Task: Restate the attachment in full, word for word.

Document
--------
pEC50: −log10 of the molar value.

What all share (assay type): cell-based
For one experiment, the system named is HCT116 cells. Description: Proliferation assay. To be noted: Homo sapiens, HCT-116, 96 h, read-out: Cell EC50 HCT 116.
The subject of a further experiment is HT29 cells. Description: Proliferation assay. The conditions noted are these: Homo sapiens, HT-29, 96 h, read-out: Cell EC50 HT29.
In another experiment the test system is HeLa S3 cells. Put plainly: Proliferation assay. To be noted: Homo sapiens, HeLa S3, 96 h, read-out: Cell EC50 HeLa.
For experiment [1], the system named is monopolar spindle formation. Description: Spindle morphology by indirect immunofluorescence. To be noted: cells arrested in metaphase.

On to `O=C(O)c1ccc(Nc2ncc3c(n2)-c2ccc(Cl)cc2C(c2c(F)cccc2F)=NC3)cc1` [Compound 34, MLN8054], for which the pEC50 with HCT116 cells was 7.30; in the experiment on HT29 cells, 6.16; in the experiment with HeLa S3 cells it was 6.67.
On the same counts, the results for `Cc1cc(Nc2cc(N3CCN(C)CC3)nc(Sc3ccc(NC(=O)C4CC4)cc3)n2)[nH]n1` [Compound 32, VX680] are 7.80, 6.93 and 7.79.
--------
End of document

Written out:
pEC50: −log10 of the molar value.

What all share (assay type): cell-based
For one experiment, the system named is HCT116 cells. Description: Proliferation assay. To be noted: Homo sapiens, HCT-116, 96 h, read-out: Cell EC50 HCT 116.
The subject of a further experiment is HT29 cells. Description: Proliferation assay. The conditions noted are these: Homo sapiens, HT-29, 96 h, read-out: Cell EC50 HT29.
In another experiment the test system is HeLa S3 cells. Put plainly: Proliferation assay. To be noted: Homo sapiens, HeLa S3, 96 h, read-out: Cell EC50 HeLa.
For experiment [1], the system named is monopolar spindle formation. Description: Spindle morphology by indirect immunofluorescence. To be noted: cells arrested in metaphase.

On to `O=C(O)c1ccc(Nc2ncc3c(n2)-c2ccc(Cl)cc2C(c2c(F)cccc2F)=NC3)cc1` [Compound 34, MLN8054], for which the pEC50 with HCT116 cells was 7.30; in the experiment on HT29 cells, 6.16; in the experiment with HeLa S3 cells it was 6.67.
On the same counts, the results for `Cc1cc(Nc2cc(N3CCN(C)CC3)nc(Sc3ccc(NC(=O)C4CC4)cc3)n2)[nH]n1` [Compound 32, VX680] are 7.80, 6.93 and 7.79.